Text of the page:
Issue: What are the elements of a ‘Crashworthiness’ design-defect claim and what are the applicable laws regarding proof of defect in cases involving small tractors and riding mowers?
|Area of Law:||Personal Injury & Negligence|
|Keywords:||Negligent design; Manufacturer's liability; Small tractors and riding mowers|
|Jurisdiction:||Federal, New York|
|Cited Cases:||350 N.Y.S.2d 644; 384 N.Y.S.2d 115; 305 N.E.2d 769|
The crashworthiness doctrine, (or its variants, known as the “enhanced injury” or “second-impact” doctrines), is recognized by New York courts.FN1 Under these doctrines, when the defective design or manufacture of a product does not actually cause an accident but instead increases the severity of the plaintiff’s injuries, manufacturers may be liable for injuries over and above those which otherwise would have resulted. Butler v. Pittway Corp., 770 F.2d 7, 9-10 (2d Cir. 1985) (although allegedly defective smoke detectors did not cause fire, homeowners are entitled to claim alleged failure of smoke detectors caused injuries that were over and above those which would have otherwise occurred); Bolm v. Triumph Corp., 33 N.Y.2d 151, 305 N.E.2d 769, 350 N.Y.S.2d 644 (1973) (although allegedly defective motorcycle design did not cause accident, injured motorcyclist could claim the negligent design of the motorcycle contributed to and enhanced his injuries).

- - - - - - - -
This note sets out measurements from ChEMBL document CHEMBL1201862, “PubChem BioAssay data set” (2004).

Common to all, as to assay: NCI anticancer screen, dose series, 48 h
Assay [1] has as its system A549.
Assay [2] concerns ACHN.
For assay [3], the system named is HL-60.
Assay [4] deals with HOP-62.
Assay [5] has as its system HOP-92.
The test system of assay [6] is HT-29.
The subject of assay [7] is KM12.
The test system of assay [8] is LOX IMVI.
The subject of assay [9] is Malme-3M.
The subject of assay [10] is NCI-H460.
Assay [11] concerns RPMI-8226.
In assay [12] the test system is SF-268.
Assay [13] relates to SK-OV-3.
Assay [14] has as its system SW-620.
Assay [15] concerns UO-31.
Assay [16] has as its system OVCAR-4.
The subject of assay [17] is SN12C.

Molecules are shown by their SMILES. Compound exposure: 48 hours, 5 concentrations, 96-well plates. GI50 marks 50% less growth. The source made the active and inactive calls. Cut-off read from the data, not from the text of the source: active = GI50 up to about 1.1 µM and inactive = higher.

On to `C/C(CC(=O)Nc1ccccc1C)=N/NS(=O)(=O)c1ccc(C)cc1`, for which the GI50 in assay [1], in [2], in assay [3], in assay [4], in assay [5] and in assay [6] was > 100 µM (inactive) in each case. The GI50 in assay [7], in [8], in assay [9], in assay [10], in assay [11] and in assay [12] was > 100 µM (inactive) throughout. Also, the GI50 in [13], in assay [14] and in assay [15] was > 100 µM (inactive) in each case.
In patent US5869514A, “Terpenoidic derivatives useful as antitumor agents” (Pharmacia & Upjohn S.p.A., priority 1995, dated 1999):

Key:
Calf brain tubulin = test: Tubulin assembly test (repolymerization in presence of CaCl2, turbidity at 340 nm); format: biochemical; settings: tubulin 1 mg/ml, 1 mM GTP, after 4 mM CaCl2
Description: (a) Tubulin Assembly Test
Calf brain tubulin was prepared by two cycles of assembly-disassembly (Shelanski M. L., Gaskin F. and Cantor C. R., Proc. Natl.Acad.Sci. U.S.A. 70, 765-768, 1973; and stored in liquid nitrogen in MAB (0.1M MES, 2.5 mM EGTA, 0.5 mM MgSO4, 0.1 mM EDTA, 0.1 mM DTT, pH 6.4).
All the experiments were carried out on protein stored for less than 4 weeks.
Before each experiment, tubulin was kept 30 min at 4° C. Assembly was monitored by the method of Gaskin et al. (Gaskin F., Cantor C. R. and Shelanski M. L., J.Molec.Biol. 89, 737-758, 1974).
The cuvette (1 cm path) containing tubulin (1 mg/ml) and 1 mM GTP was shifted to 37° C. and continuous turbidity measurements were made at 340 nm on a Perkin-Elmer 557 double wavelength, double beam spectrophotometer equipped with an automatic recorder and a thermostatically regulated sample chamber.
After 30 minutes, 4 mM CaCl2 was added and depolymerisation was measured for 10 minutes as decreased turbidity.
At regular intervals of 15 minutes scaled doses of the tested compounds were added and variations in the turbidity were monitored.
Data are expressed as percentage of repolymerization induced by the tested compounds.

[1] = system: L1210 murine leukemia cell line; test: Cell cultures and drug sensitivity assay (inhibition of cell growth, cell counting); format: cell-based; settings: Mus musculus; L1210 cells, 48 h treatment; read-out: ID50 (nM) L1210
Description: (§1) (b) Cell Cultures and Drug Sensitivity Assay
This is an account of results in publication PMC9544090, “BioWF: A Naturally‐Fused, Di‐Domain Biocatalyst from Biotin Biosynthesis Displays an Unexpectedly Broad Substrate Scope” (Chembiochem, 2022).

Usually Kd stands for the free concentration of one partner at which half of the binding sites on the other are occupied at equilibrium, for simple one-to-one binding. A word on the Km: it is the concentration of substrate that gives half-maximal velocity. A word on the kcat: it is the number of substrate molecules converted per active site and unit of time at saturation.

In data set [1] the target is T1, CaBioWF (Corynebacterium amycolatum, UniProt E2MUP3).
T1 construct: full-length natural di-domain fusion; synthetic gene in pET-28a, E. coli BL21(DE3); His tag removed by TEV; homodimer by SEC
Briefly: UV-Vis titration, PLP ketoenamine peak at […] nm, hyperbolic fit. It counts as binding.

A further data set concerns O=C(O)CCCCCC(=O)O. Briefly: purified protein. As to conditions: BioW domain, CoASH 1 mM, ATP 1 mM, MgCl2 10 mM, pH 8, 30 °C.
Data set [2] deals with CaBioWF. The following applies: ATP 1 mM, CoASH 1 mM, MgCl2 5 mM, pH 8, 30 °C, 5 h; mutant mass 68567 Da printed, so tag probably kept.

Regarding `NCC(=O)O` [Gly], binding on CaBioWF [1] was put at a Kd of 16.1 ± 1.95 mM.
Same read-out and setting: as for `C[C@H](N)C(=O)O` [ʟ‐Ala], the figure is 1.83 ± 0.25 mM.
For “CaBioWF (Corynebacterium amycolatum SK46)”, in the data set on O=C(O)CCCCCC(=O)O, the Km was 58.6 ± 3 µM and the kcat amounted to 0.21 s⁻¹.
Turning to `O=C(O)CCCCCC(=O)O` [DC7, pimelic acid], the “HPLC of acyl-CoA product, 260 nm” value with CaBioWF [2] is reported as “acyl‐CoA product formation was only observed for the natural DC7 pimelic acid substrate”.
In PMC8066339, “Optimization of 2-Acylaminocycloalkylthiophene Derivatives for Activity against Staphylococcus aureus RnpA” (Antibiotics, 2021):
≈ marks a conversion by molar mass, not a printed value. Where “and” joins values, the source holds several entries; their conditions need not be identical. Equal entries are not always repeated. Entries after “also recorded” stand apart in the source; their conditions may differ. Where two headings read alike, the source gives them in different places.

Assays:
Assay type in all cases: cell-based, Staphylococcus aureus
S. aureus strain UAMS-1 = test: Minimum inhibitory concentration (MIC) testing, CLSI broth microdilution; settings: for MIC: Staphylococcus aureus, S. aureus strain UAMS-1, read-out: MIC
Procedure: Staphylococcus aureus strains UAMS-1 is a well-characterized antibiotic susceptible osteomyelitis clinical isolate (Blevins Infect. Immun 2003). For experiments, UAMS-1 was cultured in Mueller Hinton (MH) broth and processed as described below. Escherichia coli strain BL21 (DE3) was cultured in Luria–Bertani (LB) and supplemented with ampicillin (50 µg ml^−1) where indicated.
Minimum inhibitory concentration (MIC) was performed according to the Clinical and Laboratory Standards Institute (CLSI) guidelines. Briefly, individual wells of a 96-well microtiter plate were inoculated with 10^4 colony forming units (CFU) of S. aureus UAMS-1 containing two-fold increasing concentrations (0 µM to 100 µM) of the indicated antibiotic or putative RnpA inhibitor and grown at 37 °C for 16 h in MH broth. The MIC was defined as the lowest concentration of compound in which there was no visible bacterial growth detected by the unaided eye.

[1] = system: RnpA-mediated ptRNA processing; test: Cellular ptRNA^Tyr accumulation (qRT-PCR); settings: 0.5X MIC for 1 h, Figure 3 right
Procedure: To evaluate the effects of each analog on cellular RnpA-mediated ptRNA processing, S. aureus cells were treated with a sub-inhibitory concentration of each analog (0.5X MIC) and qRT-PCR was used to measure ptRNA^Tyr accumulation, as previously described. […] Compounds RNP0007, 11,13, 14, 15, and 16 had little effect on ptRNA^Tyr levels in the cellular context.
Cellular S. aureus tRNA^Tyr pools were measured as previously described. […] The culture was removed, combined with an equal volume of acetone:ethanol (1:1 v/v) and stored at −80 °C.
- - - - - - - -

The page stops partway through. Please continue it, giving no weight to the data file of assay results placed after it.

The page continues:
In a crashworthiness case, “the standards for imposing liability for such unreasonably dangerous design defects are thus general negligence principles.” Bolm, 33 N.Y.2d at 649. Therefore, as in any other design defect case, a product is “defective” if it is not reasonably safe and is a substantial cause of plaintiff’s injuries. Voss, 59 N.Y.2d at 108; see Mincallef v. Miehle Co., 39 N.Y.2d 376, 386, 348 N.E.2d 571, 577-78, 384 N.Y.S.2d 115 (1976).
Under the Mincallef balancing test, New York courts hold that the question of whether a particular product is not reasonably safe or […]